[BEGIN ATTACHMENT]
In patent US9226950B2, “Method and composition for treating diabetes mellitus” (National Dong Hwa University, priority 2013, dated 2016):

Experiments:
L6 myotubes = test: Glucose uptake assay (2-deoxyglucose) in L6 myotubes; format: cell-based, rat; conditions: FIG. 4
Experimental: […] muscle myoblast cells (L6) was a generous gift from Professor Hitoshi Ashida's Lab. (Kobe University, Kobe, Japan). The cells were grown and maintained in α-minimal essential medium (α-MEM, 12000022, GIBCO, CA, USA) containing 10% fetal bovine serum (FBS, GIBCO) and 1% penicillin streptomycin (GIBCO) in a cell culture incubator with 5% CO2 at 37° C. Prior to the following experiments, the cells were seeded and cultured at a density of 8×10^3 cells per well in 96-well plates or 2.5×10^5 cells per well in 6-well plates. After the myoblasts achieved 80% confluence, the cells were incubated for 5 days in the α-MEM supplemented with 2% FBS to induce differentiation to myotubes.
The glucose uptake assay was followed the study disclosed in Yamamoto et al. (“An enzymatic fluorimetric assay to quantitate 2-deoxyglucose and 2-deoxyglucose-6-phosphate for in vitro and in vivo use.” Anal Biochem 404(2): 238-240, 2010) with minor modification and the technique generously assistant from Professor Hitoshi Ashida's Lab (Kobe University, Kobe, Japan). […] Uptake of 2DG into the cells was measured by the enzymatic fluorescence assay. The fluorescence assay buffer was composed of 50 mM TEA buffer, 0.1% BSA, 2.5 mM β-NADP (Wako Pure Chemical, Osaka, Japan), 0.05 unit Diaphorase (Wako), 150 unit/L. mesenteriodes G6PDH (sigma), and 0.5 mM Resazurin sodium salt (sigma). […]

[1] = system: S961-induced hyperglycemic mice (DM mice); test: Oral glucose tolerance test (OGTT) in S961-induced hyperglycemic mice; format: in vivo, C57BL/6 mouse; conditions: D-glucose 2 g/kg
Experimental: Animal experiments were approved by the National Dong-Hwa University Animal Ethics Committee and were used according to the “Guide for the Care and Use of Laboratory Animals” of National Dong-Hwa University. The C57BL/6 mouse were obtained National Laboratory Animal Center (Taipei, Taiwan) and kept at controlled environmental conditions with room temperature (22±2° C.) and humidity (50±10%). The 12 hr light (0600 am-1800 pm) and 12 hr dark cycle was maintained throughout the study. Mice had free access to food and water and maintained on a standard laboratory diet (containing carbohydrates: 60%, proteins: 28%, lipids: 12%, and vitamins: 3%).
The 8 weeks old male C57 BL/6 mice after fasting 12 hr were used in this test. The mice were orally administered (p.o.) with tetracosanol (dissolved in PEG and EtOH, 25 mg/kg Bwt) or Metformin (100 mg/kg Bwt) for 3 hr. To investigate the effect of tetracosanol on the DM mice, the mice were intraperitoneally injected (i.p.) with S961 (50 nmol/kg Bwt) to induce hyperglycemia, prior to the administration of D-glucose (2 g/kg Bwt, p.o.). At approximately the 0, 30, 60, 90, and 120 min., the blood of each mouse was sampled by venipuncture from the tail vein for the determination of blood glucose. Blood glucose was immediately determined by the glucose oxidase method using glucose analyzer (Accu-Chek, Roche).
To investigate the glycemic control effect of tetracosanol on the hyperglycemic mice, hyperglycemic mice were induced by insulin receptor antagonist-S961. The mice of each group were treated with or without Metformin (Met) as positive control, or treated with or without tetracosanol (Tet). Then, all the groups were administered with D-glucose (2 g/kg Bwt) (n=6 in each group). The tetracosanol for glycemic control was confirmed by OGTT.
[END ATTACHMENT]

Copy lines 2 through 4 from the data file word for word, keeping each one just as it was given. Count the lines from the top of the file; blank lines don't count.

Experiments:
L6 myotubes = test: Glucose uptake assay (2-deoxyglucose) in L6 myotubes; format: cell-based, rat; conditions: FIG. 4
Experimental: […] muscle myoblast cells (L6) was a generous gift from Professor Hitoshi Ashida's Lab. (Kobe University, Kobe, Japan). The cells were grown and maintained in α-minimal essential medium (α-MEM, 12000022, GIBCO, CA, USA) containing 10% fetal bovine serum (FBS, GIBCO) and 1% penicillin streptomycin (GIBCO) in a cell culture incubator with 5% CO2 at 37° C. Prior to the following experiments, the cells were seeded and cultured at a density of 8×10^3 cells per well in 96-well plates or 2.5×10^5 cells per well in 6-well plates. After the myoblasts achieved 80% confluence, the cells were incubated for 5 days in the α-MEM supplemented with 2% FBS to induce differentiation to myotubes.